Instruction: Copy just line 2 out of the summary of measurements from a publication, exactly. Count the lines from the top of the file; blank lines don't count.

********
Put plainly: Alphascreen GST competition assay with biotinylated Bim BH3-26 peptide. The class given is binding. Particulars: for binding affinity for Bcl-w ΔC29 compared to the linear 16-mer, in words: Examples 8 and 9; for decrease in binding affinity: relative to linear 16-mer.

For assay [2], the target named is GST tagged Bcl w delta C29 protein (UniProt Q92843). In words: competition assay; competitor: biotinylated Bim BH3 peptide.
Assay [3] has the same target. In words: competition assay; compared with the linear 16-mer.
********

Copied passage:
For assay [2], the target named is GST tagged Bcl w delta C29 protein (UniProt Q92843). In words: competition assay; competitor: biotinylated Bim BH3 peptide.